Twenty-eight years ago, 17 past AIA Michigan presidents founded a scholarship that recognized outstanding student leadership in both the community and profession. It was an investment in the future of the profession and the quality of architecture in the state of Michigan.
Beginning with a modest $1,000 in 1992, today the AIA Michigan President’s Scholarship awards $6,000 to a deserving architecture student enrolled in a Michigan college or university architecture program.
In 2021, we will honor ten of the now-deceased founders of the AIA Michigan President’s Scholarship. Their vision and commitment established an endowment that will provide financial support for the scholarship in perpetuity. In the years ahead, we will honor the scholarship’s remaining founders.
James Morrison AIA (Detroit) – A leader in establishing the Michigan Architectural Foundation in 1957, James advocated for change.
Frederick Wigen, AIA (Saginaw) – Founder of architecture firm Wigen Tincknell (now WTA), Fred inspired future MAF leaders Les Tincknell, FAIA, Doug Kueffner, AIA, and Paul Haselhuhn, AIA.
Bruce Smith, FAIA (Detroit) – Partner in the firm Smith & Smith in Royal Oak, Bruce was a leader in school design and a strong voice in the community throughout his career.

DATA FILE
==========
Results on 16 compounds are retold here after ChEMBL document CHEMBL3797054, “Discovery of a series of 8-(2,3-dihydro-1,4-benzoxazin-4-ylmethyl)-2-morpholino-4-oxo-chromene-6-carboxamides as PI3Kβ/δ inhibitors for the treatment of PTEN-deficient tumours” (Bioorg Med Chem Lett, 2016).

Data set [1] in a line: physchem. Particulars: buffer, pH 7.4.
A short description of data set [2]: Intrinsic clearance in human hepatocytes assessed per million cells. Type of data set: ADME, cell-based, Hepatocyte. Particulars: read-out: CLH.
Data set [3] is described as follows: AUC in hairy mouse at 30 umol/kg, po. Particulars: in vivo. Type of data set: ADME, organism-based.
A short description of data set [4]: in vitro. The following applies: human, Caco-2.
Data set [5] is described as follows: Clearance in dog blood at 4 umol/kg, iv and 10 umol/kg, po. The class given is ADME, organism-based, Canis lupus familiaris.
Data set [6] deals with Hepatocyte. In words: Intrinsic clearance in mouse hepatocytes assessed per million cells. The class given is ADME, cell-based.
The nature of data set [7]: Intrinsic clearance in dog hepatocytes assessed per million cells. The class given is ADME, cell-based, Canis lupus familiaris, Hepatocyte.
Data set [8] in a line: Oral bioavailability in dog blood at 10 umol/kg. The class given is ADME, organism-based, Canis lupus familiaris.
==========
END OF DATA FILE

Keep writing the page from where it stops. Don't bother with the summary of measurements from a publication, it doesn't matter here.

Robert Wold, FAIA (Grand Rapids) – Co-founder of firm Wold, Bowers and DeShane, Robert was a gifted leader in both the profession and community.
Jay Pettitt, FAIA (Detroit) – A principal at Albert Kahn Associates, Jay was an outspoken advocate that used his charm and intellect to change architecture. Jay’s son, architect Stuart Pettitt, FAIA, continues his legacy today.
Eugene DiLaura, FAIA (Detroit) – Gene was firm partners with renowned architect William Kessler and later, worked for Smith, Hinchman & Grylls (now SmithGroup). He was known for his technical design excellence, sense of humor and personal approach to creating influence.
Paul Bowers, FAIA (Grand Rapids) – Paul built what was the largest firm in Michigan, the WBDC Group, and changed Grand Rapids architecture.
Art Nelson, AIA (Saginaw) – Art was active in the community, leading a playground installation for children. He also worked for Alden B. Dow during the 1960s and 1970s, and responded to the energy crisis of the time.
Roger Margerum, FAIA (Detroit) – A role model for African-American architects, Roger started his career at Smith, Hinchman & Grylls and later formed his own firm. Throughout his career, he positively impacted the City of Detroit and the profession.
Dick Slocum, AIA (Kalamazoo) – Dick was an example of a humble leader, and a content-driven and results-oriented professional. In 1970, he founded his own firm, which became focused on environmental awareness and energy conservation.
The Michigan Architectural Foundation’s 2021 President’s Scholarship salutes these ten leaders and their contributions to building strong leaders in our profession and state. Your generosity will help continue to grow the amount of the scholarship in relation to the costs of an architectural education. Visit michiganarchitecturalfoundation.org/donors to make a contribution.